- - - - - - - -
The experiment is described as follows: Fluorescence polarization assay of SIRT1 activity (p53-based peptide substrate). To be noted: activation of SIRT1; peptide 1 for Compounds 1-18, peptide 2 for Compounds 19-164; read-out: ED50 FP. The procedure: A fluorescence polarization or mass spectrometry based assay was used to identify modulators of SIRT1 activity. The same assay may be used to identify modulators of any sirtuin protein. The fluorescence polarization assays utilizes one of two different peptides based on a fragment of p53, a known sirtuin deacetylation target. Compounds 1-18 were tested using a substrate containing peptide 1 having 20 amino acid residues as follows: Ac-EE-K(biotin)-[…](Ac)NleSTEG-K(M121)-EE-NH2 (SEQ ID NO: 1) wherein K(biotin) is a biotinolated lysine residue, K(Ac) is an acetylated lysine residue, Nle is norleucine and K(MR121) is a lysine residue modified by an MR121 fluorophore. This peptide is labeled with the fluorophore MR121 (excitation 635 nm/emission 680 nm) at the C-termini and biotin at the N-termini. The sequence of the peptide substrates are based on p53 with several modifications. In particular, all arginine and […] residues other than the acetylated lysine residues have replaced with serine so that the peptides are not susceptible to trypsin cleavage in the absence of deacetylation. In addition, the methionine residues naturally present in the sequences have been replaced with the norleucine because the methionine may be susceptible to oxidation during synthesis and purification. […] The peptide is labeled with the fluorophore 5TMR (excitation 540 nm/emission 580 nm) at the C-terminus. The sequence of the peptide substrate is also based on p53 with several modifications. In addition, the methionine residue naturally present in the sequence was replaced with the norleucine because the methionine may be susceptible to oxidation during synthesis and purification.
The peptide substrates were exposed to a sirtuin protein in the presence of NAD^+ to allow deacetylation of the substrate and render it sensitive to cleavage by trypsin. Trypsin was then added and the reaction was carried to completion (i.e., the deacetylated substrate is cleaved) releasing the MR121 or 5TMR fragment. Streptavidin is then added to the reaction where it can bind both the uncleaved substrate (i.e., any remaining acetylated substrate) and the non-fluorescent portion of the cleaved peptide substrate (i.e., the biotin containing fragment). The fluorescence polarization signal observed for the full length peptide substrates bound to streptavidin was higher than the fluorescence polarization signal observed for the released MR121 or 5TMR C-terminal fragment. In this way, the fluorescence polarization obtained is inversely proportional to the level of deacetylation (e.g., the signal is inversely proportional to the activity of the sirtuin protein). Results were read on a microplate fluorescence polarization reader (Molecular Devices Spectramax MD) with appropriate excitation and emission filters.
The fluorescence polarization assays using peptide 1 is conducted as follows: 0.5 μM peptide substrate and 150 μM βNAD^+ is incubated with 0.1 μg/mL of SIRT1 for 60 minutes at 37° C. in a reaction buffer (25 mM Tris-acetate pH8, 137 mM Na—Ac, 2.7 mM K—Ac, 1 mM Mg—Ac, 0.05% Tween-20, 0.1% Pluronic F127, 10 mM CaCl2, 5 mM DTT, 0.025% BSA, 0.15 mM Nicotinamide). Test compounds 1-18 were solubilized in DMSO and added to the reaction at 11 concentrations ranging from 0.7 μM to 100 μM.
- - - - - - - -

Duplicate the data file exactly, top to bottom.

The experiment is described as follows: Fluorescence polarization assay of SIRT1 activity (p53-based peptide substrate). To be noted: activation of SIRT1; peptide 1 for Compounds 1-18, peptide 2 for Compounds 19-164; read-out: ED50 FP. The procedure: A fluorescence polarization or mass spectrometry based assay was used to identify modulators of SIRT1 activity. The same assay may be used to identify modulators of any sirtuin protein. The fluorescence polarization assays utilizes one of two different peptides based on a fragment of p53, a known sirtuin deacetylation target. Compounds 1-18 were tested using a substrate containing peptide 1 having 20 amino acid residues as follows: Ac-EE-K(biotin)-[…](Ac)NleSTEG-K(M121)-EE-NH2 (SEQ ID NO: 1) wherein K(biotin) is a biotinolated lysine residue, K(Ac) is an acetylated lysine residue, Nle is norleucine and K(MR121) is a lysine residue modified by an MR121 fluorophore. This peptide is labeled with the fluorophore MR121 (excitation 635 nm/emission 680 nm) at the C-termini and biotin at the N-termini. The sequence of the peptide substrates are based on p53 with several modifications. In particular, all arginine and […] residues other than the acetylated lysine residues have replaced with serine so that the peptides are not susceptible to trypsin cleavage in the absence of deacetylation. In addition, the methionine residues naturally present in the sequences have been replaced with the norleucine because the methionine may be susceptible to oxidation during synthesis and purification. […] The peptide is labeled with the fluorophore 5TMR (excitation 540 nm/emission 580 nm) at the C-terminus. The sequence of the peptide substrate is also based on p53 with several modifications. In addition, the methionine residue naturally present in the sequence was replaced with the norleucine because the methionine may be susceptible to oxidation during synthesis and purification.
The peptide substrates were exposed to a sirtuin protein in the presence of NAD^+ to allow deacetylation of the substrate and render it sensitive to cleavage by trypsin. Trypsin was then added and the reaction was carried to completion (i.e., the deacetylated substrate is cleaved) releasing the MR121 or 5TMR fragment. Streptavidin is then added to the reaction where it can bind both the uncleaved substrate (i.e., any remaining acetylated substrate) and the non-fluorescent portion of the cleaved peptide substrate (i.e., the biotin containing fragment). The fluorescence polarization signal observed for the full length peptide substrates bound to streptavidin was higher than the fluorescence polarization signal observed for the released MR121 or 5TMR C-terminal fragment. In this way, the fluorescence polarization obtained is inversely proportional to the level of deacetylation (e.g., the signal is inversely proportional to the activity of the sirtuin protein). Results were read on a microplate fluorescence polarization reader (Molecular Devices Spectramax MD) with appropriate excitation and emission filters.
The fluorescence polarization assays using peptide 1 is conducted as follows: 0.5 μM peptide substrate and 150 μM βNAD^+ is incubated with 0.1 μg/mL of SIRT1 for 60 minutes at 37° C. in a reaction buffer (25 mM Tris-acetate pH8, 137 mM Na—Ac, 2.7 mM K—Ac, 1 mM Mg—Ac, 0.05% Tween-20, 0.1% Pluronic F127, 10 mM CaCl2, 5 mM DTT, 0.025% BSA, 0.15 mM Nicotinamide). Test compounds 1-18 were solubilized in DMSO and added to the reaction at 11 concentrations ranging from 0.7 μM to 100 μM.